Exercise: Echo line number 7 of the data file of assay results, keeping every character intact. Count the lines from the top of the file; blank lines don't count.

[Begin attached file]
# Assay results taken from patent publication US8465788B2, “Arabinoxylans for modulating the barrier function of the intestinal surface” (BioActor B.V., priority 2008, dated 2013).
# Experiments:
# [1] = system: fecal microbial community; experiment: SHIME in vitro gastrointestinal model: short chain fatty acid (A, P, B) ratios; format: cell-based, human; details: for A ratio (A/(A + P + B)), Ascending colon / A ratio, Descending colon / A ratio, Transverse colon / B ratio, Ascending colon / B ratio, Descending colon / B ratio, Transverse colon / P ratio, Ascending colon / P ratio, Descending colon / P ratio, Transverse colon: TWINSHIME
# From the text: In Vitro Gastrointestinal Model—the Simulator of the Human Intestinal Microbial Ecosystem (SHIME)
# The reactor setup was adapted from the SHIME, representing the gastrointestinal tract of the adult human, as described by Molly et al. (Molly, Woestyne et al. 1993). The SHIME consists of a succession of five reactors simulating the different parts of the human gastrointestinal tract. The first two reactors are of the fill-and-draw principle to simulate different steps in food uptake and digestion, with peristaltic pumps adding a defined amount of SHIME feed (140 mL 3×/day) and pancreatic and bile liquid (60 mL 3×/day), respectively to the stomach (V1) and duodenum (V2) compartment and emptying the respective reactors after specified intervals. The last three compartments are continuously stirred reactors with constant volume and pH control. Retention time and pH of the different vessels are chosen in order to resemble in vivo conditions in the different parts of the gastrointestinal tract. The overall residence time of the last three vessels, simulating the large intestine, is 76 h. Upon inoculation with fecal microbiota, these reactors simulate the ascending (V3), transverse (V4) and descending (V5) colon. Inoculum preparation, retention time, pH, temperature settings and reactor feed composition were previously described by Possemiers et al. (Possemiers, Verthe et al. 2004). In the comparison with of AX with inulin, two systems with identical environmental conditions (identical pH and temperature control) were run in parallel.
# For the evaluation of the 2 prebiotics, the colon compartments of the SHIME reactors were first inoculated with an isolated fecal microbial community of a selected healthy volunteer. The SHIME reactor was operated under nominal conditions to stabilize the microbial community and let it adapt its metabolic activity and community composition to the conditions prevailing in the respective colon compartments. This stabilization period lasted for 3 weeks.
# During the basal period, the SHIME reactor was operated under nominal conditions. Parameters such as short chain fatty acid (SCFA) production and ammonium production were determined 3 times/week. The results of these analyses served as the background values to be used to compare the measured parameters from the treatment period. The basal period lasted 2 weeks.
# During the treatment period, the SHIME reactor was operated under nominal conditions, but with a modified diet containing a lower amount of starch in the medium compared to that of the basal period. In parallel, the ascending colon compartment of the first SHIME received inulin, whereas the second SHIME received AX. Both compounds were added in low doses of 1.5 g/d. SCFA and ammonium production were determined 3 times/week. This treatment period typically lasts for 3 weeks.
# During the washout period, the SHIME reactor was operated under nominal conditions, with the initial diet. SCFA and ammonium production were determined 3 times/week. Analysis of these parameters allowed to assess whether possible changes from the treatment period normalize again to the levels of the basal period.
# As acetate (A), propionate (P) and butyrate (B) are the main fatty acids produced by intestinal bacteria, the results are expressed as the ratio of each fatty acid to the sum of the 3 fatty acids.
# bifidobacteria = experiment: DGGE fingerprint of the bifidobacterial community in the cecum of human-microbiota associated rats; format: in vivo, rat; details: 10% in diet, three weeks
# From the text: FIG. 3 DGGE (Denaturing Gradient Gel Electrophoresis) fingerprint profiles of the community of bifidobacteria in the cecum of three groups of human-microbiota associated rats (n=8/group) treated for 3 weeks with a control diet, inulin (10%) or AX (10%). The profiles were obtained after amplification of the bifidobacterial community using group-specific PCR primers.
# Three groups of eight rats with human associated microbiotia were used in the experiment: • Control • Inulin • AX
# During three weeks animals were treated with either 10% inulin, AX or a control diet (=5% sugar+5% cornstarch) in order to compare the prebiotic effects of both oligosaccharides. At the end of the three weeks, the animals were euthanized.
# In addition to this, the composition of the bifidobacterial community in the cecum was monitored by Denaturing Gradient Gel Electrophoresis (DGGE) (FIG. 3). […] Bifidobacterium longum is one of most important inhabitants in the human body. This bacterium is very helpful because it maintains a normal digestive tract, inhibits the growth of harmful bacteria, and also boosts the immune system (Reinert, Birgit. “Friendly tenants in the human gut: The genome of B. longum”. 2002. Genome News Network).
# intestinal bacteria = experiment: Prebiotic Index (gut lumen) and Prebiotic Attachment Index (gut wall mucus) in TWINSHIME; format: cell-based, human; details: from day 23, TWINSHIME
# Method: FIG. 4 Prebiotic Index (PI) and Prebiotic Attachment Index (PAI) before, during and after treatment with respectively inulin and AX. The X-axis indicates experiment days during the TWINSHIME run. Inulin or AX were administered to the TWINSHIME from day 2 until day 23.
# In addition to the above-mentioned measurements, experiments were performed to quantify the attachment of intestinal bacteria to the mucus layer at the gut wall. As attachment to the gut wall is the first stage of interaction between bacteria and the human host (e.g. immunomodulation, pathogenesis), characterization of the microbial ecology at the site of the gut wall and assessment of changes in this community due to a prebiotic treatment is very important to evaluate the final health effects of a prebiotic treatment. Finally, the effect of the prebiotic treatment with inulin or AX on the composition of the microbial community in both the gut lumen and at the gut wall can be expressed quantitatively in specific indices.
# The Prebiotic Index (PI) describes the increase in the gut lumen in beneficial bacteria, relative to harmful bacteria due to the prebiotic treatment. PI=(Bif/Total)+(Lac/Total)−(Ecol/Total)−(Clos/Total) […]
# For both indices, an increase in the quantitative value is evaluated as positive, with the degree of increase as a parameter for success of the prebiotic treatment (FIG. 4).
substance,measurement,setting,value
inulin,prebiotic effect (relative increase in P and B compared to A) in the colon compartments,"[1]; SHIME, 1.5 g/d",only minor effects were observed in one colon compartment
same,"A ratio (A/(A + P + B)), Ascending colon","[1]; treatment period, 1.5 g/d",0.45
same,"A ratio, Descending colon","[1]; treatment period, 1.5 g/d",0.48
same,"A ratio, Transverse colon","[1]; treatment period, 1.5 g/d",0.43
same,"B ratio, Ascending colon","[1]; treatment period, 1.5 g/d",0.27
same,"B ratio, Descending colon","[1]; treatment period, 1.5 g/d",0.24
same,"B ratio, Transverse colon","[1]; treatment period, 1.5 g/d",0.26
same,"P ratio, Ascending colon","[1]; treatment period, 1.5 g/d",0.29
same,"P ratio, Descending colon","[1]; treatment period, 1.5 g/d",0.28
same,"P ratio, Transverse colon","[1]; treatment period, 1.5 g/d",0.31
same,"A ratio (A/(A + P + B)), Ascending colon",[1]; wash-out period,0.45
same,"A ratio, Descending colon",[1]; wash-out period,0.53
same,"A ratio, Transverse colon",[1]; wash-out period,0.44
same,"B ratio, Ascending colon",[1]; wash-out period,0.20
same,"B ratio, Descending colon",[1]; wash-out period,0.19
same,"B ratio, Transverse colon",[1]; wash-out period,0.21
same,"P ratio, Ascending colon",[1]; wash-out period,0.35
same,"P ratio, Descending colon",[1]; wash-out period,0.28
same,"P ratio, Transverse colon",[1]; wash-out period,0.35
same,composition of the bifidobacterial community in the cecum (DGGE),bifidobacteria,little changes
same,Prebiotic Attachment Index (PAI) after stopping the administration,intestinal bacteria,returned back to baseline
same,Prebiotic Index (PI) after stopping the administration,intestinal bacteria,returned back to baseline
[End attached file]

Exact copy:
# During the basal period, the SHIME reactor was operated under nominal conditions. Parameters such as short chain fatty acid (SCFA) production and ammonium production were determined 3 times/week. The results of these analyses served as the background values to be used to compare the measured parameters from the treatment period. The basal period lasted 2 weeks.